Providing safe and culturally supported housing for Aboriginal citizens as well as celebrating and connecting the community with Indigenous peoples was Red Deer Native Friendship Society’s vision for Asooahum Crossing.
The Asooahum Crossing project’s official grand opening was celebrated today by many community members and government officials for the completion of its first phase.
“We’re pleased to support the City of Red Deer to increase their supply of affordable housing. Phase one of the Asooahum Crossing facility represents another meaningful step in the provincial affordable housing strategy that I unveiled this summer,” said Minister of Seniors and Housing Lori Sigurdson.
She said the occasion marked an important day for the City, the local Indigenous community and the province, as safe, accessible and affordable housing makes life better for Albertans.
“As we all know a better life starts with a good home. The new homes available here today at Asooahum will be the starting point of something great for these families that live here,” she said.
Over the next five years, she said, the government will continue to improve and upgrade more than 70,000 affordable housing units and build more than 4,000 new ones.
The City of Red Deer has worked jointly with the Red Deer Native Friendship Society (RDNFS) on this project since 2012 and for a few years before that.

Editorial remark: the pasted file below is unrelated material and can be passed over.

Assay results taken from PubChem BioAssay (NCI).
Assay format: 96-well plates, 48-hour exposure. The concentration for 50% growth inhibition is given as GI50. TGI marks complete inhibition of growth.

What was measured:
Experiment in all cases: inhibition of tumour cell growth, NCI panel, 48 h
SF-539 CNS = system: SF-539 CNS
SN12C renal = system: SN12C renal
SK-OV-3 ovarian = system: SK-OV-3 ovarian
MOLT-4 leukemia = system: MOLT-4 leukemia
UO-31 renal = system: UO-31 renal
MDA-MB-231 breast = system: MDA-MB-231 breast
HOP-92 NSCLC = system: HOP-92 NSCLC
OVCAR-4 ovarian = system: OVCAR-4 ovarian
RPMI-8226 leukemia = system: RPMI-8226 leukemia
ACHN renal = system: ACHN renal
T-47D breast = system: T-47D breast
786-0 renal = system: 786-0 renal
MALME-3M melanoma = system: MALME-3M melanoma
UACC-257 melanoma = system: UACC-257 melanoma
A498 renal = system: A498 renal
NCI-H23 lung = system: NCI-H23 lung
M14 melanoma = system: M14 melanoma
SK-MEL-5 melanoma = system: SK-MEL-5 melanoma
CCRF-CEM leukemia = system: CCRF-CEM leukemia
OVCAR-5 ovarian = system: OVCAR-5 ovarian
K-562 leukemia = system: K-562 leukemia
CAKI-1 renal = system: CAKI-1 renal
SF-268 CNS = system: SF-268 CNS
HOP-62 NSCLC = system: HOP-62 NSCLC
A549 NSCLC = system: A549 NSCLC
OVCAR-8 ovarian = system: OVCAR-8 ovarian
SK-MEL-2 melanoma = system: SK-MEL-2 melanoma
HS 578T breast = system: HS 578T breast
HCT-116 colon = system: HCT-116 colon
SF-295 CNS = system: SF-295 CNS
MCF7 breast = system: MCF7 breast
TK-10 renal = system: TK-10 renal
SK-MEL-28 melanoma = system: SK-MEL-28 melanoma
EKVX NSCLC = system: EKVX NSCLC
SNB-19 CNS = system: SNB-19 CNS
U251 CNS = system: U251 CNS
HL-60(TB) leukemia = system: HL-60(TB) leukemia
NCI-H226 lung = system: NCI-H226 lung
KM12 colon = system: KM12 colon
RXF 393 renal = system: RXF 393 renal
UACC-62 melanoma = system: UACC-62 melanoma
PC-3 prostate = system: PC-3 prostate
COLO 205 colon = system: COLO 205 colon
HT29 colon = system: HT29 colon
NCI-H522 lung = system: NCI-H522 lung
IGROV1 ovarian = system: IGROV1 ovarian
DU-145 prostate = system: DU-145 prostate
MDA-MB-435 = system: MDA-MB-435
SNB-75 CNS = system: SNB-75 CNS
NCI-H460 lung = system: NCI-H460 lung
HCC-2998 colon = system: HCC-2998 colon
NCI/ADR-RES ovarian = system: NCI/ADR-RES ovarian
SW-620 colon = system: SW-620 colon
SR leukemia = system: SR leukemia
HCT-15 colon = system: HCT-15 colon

“Today marks not only the realization of a project that will bring much needed affordable housing and cultural connections for our local Aboriginal community, but also provides the citizens of Red Deer with new opportunities for Aboriginal cultural awareness and appreciation,” said Mayor Tara Veer.
Veer said it also marks a new beginning and increased accessibility for the park node where they stood.
“The City of Red Deer continues to support the vision of Asooahum Crossing and all that it means not only for the people of Red Deer but as an example for our province and country of a community shared journey towards reconciliation,” said Veer.
Asooahum Crossing provides 16 units of affordable housing to those families in need.
Richard Feehan, minister of Indigenous relations said Asooahum Crossing is the right place, the right kind of work to be done and the right kind of people to bring it all together.
“If there is a major piece of work that needs to happen in this province over the next 10 or 15 years it is going to be focusing on making sure that there is housing available for everybody because if we have housing available for everybody then so much more is possible,” he said.
Also as part of the grand opening celebration, students from G.H Dawe School came forward to present Asooahum with a blanket, made by the middle school students to honour truth and reconciliation. The second blanket they made will hang at their school to represent their ongoing commitment to be allies and to reconcile.
Asooahum Crossing will look at hopefully having phase two complete in 2020, which will include a tower unity, office space for the Friendship Society and more housing.